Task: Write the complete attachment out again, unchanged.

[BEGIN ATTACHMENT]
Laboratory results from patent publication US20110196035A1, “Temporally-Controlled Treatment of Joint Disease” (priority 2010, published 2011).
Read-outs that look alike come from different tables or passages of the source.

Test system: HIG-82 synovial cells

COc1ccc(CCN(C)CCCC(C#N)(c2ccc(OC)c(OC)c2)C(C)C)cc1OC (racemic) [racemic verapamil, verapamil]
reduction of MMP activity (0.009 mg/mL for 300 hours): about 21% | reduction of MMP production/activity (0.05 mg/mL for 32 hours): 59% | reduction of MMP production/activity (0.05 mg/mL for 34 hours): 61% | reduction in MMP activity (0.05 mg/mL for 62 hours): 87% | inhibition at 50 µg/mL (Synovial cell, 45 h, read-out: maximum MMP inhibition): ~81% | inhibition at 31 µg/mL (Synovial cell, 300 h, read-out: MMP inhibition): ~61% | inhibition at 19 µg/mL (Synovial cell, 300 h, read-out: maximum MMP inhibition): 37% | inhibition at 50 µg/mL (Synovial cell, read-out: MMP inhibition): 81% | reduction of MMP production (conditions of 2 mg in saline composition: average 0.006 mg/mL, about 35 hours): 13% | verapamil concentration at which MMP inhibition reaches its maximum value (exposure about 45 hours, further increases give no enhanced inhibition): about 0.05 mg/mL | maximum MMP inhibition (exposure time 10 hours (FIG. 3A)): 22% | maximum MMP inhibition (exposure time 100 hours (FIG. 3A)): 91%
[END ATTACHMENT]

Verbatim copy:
Laboratory results from patent publication US20110196035A1, “Temporally-Controlled Treatment of Joint Disease” (priority 2010, published 2011).
Read-outs that look alike come from different tables or passages of the source.

Test system: HIG-82 synovial cells

COc1ccc(CCN(C)CCCC(C#N)(c2ccc(OC)c(OC)c2)C(C)C)cc1OC (racemic) [racemic verapamil, verapamil]
reduction of MMP activity (0.009 mg/mL for 300 hours): about 21% | reduction of MMP production/activity (0.05 mg/mL for 32 hours): 59% | reduction of MMP production/activity (0.05 mg/mL for 34 hours): 61% | reduction in MMP activity (0.05 mg/mL for 62 hours): 87% | inhibition at 50 µg/mL (Synovial cell, 45 h, read-out: maximum MMP inhibition): ~81% | inhibition at 31 µg/mL (Synovial cell, 300 h, read-out: MMP inhibition): ~61% | inhibition at 19 µg/mL (Synovial cell, 300 h, read-out: maximum MMP inhibition): 37% | inhibition at 50 µg/mL (Synovial cell, read-out: MMP inhibition): 81% | reduction of MMP production (conditions of 2 mg in saline composition: average 0.006 mg/mL, about 35 hours): 13% | verapamil concentration at which MMP inhibition reaches its maximum value (exposure about 45 hours, further increases give no enhanced inhibition): about 0.05 mg/mL | maximum MMP inhibition (exposure time 10 hours (FIG. 3A)): 22% | maximum MMP inhibition (exposure time 100 hours (FIG. 3A)): 91%